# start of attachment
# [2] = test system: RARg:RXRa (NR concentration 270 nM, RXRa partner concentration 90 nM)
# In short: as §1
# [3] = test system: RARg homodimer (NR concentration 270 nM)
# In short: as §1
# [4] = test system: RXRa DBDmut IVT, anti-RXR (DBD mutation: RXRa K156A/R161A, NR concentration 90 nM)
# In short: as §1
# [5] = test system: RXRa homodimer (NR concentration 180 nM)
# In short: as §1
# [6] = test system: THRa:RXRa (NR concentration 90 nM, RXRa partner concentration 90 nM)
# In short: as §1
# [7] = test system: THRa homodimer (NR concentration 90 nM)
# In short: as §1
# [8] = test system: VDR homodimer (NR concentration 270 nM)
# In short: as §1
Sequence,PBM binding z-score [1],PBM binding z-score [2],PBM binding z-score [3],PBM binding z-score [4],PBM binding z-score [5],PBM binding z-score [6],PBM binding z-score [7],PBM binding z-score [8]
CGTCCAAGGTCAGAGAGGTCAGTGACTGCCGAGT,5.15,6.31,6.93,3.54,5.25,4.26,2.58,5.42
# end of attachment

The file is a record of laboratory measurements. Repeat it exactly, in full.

# [2] = test system: RARg:RXRa (NR concentration 270 nM, RXRa partner concentration 90 nM)
# In short: as §1
# [3] = test system: RARg homodimer (NR concentration 270 nM)
# In short: as §1
# [4] = test system: RXRa DBDmut IVT, anti-RXR (DBD mutation: RXRa K156A/R161A, NR concentration 90 nM)
# In short: as §1
# [5] = test system: RXRa homodimer (NR concentration 180 nM)
# In short: as §1
# [6] = test system: THRa:RXRa (NR concentration 90 nM, RXRa partner concentration 90 nM)
# In short: as §1
# [7] = test system: THRa homodimer (NR concentration 90 nM)
# In short: as §1
# [8] = test system: VDR homodimer (NR concentration 270 nM)
# In short: as §1
Sequence,PBM binding z-score [1],PBM binding z-score [2],PBM binding z-score [3],PBM binding z-score [4],PBM binding z-score [5],PBM binding z-score [6],PBM binding z-score [7],PBM binding z-score [8]
CGTCCAAGGTCAGAGAGGTCAGTGACTGCCGAGT,5.15,6.31,6.93,3.54,5.25,4.26,2.58,5.42